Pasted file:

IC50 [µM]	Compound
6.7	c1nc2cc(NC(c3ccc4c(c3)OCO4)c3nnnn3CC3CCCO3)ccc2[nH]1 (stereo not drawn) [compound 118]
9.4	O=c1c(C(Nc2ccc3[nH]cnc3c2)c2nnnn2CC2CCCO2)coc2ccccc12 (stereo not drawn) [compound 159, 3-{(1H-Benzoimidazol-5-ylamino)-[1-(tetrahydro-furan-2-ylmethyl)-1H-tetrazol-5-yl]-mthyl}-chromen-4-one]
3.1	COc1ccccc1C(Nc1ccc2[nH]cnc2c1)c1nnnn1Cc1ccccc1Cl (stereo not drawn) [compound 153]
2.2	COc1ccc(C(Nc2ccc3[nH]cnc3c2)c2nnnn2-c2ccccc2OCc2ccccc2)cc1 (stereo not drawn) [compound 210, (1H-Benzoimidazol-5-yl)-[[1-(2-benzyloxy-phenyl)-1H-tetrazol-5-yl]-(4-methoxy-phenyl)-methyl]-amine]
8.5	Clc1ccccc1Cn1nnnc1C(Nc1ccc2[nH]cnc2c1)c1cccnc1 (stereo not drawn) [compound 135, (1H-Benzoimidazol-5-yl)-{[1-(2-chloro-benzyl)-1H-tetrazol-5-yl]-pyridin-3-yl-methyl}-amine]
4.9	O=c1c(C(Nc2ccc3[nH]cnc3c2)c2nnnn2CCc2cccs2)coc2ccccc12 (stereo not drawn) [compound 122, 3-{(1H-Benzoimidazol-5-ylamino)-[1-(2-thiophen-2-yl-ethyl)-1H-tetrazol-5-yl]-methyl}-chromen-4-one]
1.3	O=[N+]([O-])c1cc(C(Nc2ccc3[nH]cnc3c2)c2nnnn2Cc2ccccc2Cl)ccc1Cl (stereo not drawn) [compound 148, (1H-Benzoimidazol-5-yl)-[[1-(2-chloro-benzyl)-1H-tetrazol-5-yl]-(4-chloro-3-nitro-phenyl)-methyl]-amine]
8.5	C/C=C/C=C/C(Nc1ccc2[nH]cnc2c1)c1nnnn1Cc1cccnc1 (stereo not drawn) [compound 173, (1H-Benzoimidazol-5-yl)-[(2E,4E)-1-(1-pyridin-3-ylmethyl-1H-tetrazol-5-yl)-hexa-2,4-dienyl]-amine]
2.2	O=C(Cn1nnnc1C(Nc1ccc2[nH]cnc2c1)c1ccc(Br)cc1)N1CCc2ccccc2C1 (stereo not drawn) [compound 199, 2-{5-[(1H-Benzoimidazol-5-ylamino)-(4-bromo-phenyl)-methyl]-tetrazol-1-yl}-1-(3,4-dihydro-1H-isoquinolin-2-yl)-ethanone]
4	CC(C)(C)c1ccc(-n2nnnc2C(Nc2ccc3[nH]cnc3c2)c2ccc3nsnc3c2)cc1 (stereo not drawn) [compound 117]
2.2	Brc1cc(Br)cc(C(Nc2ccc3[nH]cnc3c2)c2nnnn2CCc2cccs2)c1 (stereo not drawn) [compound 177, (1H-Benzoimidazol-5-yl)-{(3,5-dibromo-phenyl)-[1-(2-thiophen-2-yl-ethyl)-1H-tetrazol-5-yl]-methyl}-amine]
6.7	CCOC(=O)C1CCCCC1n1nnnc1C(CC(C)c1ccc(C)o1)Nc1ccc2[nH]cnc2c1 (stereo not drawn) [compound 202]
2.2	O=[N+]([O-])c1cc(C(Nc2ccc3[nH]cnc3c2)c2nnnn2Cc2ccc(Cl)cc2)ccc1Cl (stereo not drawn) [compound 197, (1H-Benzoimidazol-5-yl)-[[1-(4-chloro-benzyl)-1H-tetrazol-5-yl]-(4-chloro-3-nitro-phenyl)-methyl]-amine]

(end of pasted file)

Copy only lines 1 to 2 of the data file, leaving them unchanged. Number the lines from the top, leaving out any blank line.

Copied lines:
IC50 [µM]	Compound
6.7	c1nc2cc(NC(c3ccc4c(c3)OCO4)c3nnnn3CC3CCCO3)ccc2[nH]1 (stereo not drawn) [compound 118]